“Noelle Codispoti was one of my biggest supporters as I was leading [he was also a founder of] Gamma Iota Sigma’s GammaSAID (Solutions for Authenticity, Inclusion, and Diversity),” he continues. “Noelle gave me the freedom to lead that initiative, create sessions for students, and sit in rooms with chief diversity officers who wanted to invest in the future of insurance talent by encouraging and embracing diversity, equity, and inclusion. Noelle challenged me to work smarter as a leader but allowed me to embrace my most authentic self in ways I never could have imagined.
“Sharla Floyd, who was another great supporter of mine from Gamma Iota Sigma, allowed me to see the world of risk and insurance in new ways,” Alford notes. “She helped me see the corporate connections and dynamics that gave me insight into what I call ‘the supply chain of risk and insurance.’ Sharla played a huge role in how collaborative I’ve become with anyone in any space because she facilitated conversations that lead to ideas flowing and making sure those ideas were heard.”
With support along the way, the industry has taken notice of Alford, as he was named the Gamma Iota Sigma Alumnus of the Year in 2017 and was featured as a Rising Star in an industry publication in 2020. Alford names receiving his Master’s in Risk and Insurance in 2020 and becoming a part of the Academy Board for The National Alliance for Insurance Education & Research as additional career highlights.
Involvement and advice
Alford keeps busy volunteering with a variety of organizations in the industry.
“I am currently involved with RIMS (Risk and Insurance Management Society), serving as part of the Annual Conference Planning Committee as well as serving as a judge for the Spencer-RIMS Risk Management Challenge for students,” Alford says. “I’ve served previously in RIMS as a committee member on the Diversity, Equity, and Inclusion Council.”
Previously mentioned, Alford was one of the founders of Gamma Iota Sigma’s GammaSAID initiative and a leader from 2016 to 2020. He is also a member of the National African American Insurance Association (NAAIA).
As a member of the Academy Board for The National Alliance for Insurance Education & Research, Alford also oversees the CISR (Certified Insurance Service Representative) High School program, which provides students with an opportunity to earn a designation before leaving high school.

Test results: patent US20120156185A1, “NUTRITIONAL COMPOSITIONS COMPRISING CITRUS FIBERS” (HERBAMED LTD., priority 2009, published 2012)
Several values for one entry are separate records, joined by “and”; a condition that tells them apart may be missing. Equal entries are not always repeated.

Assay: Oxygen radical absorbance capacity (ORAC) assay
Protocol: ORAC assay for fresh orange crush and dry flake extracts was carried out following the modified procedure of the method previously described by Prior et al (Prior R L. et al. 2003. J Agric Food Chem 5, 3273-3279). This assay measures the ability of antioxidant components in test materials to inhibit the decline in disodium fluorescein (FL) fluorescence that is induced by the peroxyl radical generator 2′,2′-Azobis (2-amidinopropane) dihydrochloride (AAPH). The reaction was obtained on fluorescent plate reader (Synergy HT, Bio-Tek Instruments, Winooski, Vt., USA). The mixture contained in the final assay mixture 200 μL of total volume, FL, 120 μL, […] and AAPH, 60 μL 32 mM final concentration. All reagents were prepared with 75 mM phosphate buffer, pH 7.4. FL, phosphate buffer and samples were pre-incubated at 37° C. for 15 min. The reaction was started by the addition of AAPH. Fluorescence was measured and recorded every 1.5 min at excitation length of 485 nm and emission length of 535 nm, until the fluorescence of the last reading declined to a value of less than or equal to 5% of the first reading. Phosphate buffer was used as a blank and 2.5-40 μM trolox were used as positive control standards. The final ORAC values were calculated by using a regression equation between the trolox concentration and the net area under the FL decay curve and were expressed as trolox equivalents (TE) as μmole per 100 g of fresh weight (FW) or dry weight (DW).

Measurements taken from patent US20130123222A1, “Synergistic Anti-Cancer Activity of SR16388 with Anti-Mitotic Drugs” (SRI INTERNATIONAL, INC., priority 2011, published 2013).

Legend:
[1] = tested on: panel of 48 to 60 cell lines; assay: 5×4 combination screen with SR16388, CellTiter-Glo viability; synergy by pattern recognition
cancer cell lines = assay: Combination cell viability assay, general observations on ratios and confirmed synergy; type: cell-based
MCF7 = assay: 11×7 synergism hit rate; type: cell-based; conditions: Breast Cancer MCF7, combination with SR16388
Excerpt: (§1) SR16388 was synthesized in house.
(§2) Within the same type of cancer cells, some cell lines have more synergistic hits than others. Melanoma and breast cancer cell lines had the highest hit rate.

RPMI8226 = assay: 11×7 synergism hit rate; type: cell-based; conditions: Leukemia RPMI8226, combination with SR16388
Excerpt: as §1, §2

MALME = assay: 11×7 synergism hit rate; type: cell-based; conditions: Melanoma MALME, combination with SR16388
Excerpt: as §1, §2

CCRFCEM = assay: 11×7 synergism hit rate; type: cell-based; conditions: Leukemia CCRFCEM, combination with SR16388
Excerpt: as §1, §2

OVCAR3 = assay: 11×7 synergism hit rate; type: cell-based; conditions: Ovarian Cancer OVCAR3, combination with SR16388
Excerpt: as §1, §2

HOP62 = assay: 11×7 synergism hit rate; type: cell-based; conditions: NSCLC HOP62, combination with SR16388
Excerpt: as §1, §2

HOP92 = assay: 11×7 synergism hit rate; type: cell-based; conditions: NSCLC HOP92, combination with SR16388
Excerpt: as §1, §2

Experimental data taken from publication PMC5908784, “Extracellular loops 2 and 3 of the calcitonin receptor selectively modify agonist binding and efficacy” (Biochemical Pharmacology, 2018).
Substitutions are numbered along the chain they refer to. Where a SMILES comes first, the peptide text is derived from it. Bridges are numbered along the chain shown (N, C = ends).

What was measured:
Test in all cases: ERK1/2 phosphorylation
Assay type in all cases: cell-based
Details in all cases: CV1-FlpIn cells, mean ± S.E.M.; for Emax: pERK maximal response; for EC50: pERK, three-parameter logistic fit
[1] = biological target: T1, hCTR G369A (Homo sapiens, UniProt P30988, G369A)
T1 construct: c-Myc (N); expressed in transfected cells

“In each of these organizations, I’ve either had or continue to have a great opportunity to learn from other insurance and risk professionals that help me understand my role as a risk manager and how I can be of great service to the industry overall,” Alford says.
Words of encouragement for young professionals starting their careers, Alford advises: “Don’t be afraid to ask questions about what people do and why they do it. Whether it’s a question about a process or their journey within the industry, learning what something is and why people do it really can provide a frame of reference for how you can contribute to your organization.”
Outside of the insurance industry, Alford is involved with his church’s youth choir. “Being involved with that means a lot to me because it allows me to connect with and encourage the children to have fun singing,” he says.
When he isn’t doing “insurance stuff,” Alford enjoys going on road trips to hang out with friends or family, attending concerts and watching some of his favorite TV shows or YouTube videos.
Alford’s insurance career started with a conversation. I’m having one with myself in my head right now. How will I end this article with the phrase I’ve used to end every The Young Pro-Files feature? What phrase might that be, you ask? “Keep watching the skies.”